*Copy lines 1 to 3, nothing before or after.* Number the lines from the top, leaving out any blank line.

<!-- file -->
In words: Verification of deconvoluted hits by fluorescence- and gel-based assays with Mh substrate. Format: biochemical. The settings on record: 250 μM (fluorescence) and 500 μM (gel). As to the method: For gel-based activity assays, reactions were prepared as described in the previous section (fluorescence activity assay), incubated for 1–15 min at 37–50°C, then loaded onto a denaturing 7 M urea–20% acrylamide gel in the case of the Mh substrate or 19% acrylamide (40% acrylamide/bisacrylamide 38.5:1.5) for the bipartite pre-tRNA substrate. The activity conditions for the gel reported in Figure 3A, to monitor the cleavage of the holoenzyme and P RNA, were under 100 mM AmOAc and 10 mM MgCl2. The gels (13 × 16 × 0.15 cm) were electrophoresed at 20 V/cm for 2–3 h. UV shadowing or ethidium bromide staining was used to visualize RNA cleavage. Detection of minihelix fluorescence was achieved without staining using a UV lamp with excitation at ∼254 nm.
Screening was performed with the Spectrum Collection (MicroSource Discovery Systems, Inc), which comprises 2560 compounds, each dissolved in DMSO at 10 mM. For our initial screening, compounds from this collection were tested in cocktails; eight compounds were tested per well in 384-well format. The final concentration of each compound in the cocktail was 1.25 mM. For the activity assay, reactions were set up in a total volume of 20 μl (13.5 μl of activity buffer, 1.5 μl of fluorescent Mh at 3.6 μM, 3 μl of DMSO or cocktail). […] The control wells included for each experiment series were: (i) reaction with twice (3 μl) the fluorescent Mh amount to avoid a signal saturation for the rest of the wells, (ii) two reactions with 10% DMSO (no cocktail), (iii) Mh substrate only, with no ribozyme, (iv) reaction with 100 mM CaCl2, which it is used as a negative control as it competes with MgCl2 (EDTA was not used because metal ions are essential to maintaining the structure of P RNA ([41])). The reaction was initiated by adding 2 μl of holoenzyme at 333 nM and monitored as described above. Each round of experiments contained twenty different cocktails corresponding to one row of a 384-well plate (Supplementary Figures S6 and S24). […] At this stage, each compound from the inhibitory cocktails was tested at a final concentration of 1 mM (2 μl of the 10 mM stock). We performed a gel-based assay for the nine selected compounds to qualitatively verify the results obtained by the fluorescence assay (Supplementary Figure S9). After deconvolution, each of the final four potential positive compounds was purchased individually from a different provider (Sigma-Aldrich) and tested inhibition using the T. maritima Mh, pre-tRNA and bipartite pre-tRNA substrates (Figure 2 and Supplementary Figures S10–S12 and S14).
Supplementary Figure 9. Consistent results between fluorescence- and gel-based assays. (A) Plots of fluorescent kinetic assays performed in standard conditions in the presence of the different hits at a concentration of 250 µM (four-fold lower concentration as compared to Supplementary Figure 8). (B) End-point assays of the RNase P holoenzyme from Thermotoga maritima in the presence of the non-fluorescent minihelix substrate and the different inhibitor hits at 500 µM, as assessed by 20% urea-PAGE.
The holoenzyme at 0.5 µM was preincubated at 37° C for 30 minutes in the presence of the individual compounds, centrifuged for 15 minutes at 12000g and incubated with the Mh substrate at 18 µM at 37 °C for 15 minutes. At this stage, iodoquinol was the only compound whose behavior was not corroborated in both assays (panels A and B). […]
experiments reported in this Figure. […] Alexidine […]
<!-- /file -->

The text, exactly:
In words: Verification of deconvoluted hits by fluorescence- and gel-based assays with Mh substrate. Format: biochemical. The settings on record: 250 μM (fluorescence) and 500 μM (gel). As to the method: For gel-based activity assays, reactions were prepared as described in the previous section (fluorescence activity assay), incubated for 1–15 min at 37–50°C, then loaded onto a denaturing 7 M urea–20% acrylamide gel in the case of the Mh substrate or 19% acrylamide (40% acrylamide/bisacrylamide 38.5:1.5) for the bipartite pre-tRNA substrate. The activity conditions for the gel reported in Figure 3A, to monitor the cleavage of the holoenzyme and P RNA, were under 100 mM AmOAc and 10 mM MgCl2. The gels (13 × 16 × 0.15 cm) were electrophoresed at 20 V/cm for 2–3 h. UV shadowing or ethidium bromide staining was used to visualize RNA cleavage. Detection of minihelix fluorescence was achieved without staining using a UV lamp with excitation at ∼254 nm.
Screening was performed with the Spectrum Collection (MicroSource Discovery Systems, Inc), which comprises 2560 compounds, each dissolved in DMSO at 10 mM. For our initial screening, compounds from this collection were tested in cocktails; eight compounds were tested per well in 384-well format. The final concentration of each compound in the cocktail was 1.25 mM. For the activity assay, reactions were set up in a total volume of 20 μl (13.5 μl of activity buffer, 1.5 μl of fluorescent Mh at 3.6 μM, 3 μl of DMSO or cocktail). […] The control wells included for each experiment series were: (i) reaction with twice (3 μl) the fluorescent Mh amount to avoid a signal saturation for the rest of the wells, (ii) two reactions with 10% DMSO (no cocktail), (iii) Mh substrate only, with no ribozyme, (iv) reaction with 100 mM CaCl2, which it is used as a negative control as it competes with MgCl2 (EDTA was not used because metal ions are essential to maintaining the structure of P RNA ([41])). The reaction was initiated by adding 2 μl of holoenzyme at 333 nM and monitored as described above. Each round of experiments contained twenty different cocktails corresponding to one row of a 384-well plate (Supplementary Figures S6 and S24). […] At this stage, each compound from the inhibitory cocktails was tested at a final concentration of 1 mM (2 μl of the 10 mM stock). We performed a gel-based assay for the nine selected compounds to qualitatively verify the results obtained by the fluorescence assay (Supplementary Figure S9). After deconvolution, each of the final four potential positive compounds was purchased individually from a different provider (Sigma-Aldrich) and tested inhibition using the T. maritima Mh, pre-tRNA and bipartite pre-tRNA substrates (Figure 2 and Supplementary Figures S10–S12 and S14).
Supplementary Figure 9. Consistent results between fluorescence- and gel-based assays. (A) Plots of fluorescent kinetic assays performed in standard conditions in the presence of the different hits at a concentration of 250 µM (four-fold lower concentration as compared to Supplementary Figure 8). (B) End-point assays of the RNase P holoenzyme from Thermotoga maritima in the presence of the non-fluorescent minihelix substrate and the different inhibitor hits at 500 µM, as assessed by 20% urea-PAGE.